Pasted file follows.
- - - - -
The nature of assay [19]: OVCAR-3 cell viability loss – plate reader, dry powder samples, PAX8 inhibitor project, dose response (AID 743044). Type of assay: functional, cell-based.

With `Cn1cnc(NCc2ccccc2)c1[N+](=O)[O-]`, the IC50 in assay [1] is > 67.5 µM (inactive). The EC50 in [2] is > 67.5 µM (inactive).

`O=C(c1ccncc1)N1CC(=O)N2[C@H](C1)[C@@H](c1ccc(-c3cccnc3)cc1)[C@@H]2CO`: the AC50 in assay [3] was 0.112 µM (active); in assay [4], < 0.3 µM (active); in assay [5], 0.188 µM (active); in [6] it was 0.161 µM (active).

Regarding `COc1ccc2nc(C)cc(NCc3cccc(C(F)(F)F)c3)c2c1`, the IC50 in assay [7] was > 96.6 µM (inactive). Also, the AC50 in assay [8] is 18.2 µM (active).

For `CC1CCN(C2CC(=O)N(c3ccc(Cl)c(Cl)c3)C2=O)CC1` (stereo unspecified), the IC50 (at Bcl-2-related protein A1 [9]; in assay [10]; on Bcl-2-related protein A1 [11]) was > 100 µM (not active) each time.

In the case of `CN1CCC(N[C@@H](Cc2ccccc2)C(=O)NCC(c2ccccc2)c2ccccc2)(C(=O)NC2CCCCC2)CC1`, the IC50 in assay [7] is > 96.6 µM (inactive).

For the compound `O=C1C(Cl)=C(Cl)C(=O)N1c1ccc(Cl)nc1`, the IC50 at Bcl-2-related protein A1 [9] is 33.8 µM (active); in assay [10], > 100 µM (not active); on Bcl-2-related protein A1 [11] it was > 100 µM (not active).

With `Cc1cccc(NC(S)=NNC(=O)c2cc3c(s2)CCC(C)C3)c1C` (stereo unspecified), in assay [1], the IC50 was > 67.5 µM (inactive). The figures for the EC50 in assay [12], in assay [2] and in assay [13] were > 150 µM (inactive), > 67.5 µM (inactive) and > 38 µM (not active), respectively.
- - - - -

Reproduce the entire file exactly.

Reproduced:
The nature of assay [19]: OVCAR-3 cell viability loss – plate reader, dry powder samples, PAX8 inhibitor project, dose response (AID 743044). Type of assay: functional, cell-based.

With `Cn1cnc(NCc2ccccc2)c1[N+](=O)[O-]`, the IC50 in assay [1] is > 67.5 µM (inactive). The EC50 in [2] is > 67.5 µM (inactive).

`O=C(c1ccncc1)N1CC(=O)N2[C@H](C1)[C@@H](c1ccc(-c3cccnc3)cc1)[C@@H]2CO`: the AC50 in assay [3] was 0.112 µM (active); in assay [4], < 0.3 µM (active); in assay [5], 0.188 µM (active); in [6] it was 0.161 µM (active).

Regarding `COc1ccc2nc(C)cc(NCc3cccc(C(F)(F)F)c3)c2c1`, the IC50 in assay [7] was > 96.6 µM (inactive). Also, the AC50 in assay [8] is 18.2 µM (active).

For `CC1CCN(C2CC(=O)N(c3ccc(Cl)c(Cl)c3)C2=O)CC1` (stereo unspecified), the IC50 (at Bcl-2-related protein A1 [9]; in assay [10]; on Bcl-2-related protein A1 [11]) was > 100 µM (not active) each time.

In the case of `CN1CCC(N[C@@H](Cc2ccccc2)C(=O)NCC(c2ccccc2)c2ccccc2)(C(=O)NC2CCCCC2)CC1`, the IC50 in assay [7] is > 96.6 µM (inactive).

For the compound `O=C1C(Cl)=C(Cl)C(=O)N1c1ccc(Cl)nc1`, the IC50 at Bcl-2-related protein A1 [9] is 33.8 µM (active); in assay [10], > 100 µM (not active); on Bcl-2-related protein A1 [11] it was > 100 µM (not active).

With `Cc1cccc(NC(S)=NNC(=O)c2cc3c(s2)CCC(C)C3)c1C` (stereo unspecified), in assay [1], the IC50 was > 67.5 µM (inactive). The figures for the EC50 in assay [12], in assay [2] and in assay [13] were > 150 µM (inactive), > 67.5 µM (inactive) and > 38 µM (not active), respectively.